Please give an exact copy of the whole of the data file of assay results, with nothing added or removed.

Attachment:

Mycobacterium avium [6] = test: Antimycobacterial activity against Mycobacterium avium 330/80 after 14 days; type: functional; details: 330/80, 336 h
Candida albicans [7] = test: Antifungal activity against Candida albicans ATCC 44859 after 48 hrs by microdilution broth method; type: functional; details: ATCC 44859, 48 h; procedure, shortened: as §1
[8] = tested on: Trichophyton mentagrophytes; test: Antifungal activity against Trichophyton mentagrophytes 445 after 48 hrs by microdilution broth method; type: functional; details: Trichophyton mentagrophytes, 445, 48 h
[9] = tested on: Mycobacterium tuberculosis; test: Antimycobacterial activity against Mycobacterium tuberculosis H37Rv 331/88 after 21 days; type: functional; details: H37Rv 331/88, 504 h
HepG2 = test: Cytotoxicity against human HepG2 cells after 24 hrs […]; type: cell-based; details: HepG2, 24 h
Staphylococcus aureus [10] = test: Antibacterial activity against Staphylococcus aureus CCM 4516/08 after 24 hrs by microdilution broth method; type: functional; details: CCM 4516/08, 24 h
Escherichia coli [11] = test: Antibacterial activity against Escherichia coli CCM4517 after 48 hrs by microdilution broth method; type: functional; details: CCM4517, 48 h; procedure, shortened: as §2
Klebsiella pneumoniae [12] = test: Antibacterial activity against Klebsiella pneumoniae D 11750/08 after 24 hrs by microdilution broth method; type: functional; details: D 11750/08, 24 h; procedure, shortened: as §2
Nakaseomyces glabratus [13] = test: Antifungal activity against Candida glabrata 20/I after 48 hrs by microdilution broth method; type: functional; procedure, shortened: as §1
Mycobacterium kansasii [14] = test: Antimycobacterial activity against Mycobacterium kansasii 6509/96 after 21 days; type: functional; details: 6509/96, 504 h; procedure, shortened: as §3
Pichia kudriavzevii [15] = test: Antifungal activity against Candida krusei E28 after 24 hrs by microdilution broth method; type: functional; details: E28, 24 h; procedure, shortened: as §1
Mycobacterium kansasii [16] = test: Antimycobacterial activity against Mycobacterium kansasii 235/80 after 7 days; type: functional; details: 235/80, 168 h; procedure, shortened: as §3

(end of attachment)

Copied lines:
Mycobacterium avium [6] = test: Antimycobacterial activity against Mycobacterium avium 330/80 after 14 days; type: functional; details: 330/80, 336 h
Candida albicans [7] = test: Antifungal activity against Candida albicans ATCC 44859 after 48 hrs by microdilution broth method; type: functional; details: ATCC 44859, 48 h; procedure, shortened: as §1
[8] = tested on: Trichophyton mentagrophytes; test: Antifungal activity against Trichophyton mentagrophytes 445 after 48 hrs by microdilution broth method; type: functional; details: Trichophyton mentagrophytes, 445, 48 h
[9] = tested on: Mycobacterium tuberculosis; test: Antimycobacterial activity against Mycobacterium tuberculosis H37Rv 331/88 after 21 days; type: functional; details: H37Rv 331/88, 504 h
HepG2 = test: Cytotoxicity against human HepG2 cells after 24 hrs […]; type: cell-based; details: HepG2, 24 h
Staphylococcus aureus [10] = test: Antibacterial activity against Staphylococcus aureus CCM 4516/08 after 24 hrs by microdilution broth method; type: functional; details: CCM 4516/08, 24 h
Escherichia coli [11] = test: Antibacterial activity against Escherichia coli CCM4517 after 48 hrs by microdilution broth method; type: functional; details: CCM4517, 48 h; procedure, shortened: as §2
Klebsiella pneumoniae [12] = test: Antibacterial activity against Klebsiella pneumoniae D 11750/08 after 24 hrs by microdilution broth method; type: functional; details: D 11750/08, 24 h; procedure, shortened: as §2
Nakaseomyces glabratus [13] = test: Antifungal activity against Candida glabrata 20/I after 48 hrs by microdilution broth method; type: functional; procedure, shortened: as §1
Mycobacterium kansasii [14] = test: Antimycobacterial activity against Mycobacterium kansasii 6509/96 after 21 days; type: functional; details: 6509/96, 504 h; procedure, shortened: as §3
Pichia kudriavzevii [15] = test: Antifungal activity against Candida krusei E28 after 24 hrs by microdilution broth method; type: functional; details: E28, 24 h; procedure, shortened: as §1
Mycobacterium kansasii [16] = test: Antimycobacterial activity against Mycobacterium kansasii 235/80 after 7 days; type: functional; details: 235/80, 168 h; procedure, shortened: as §3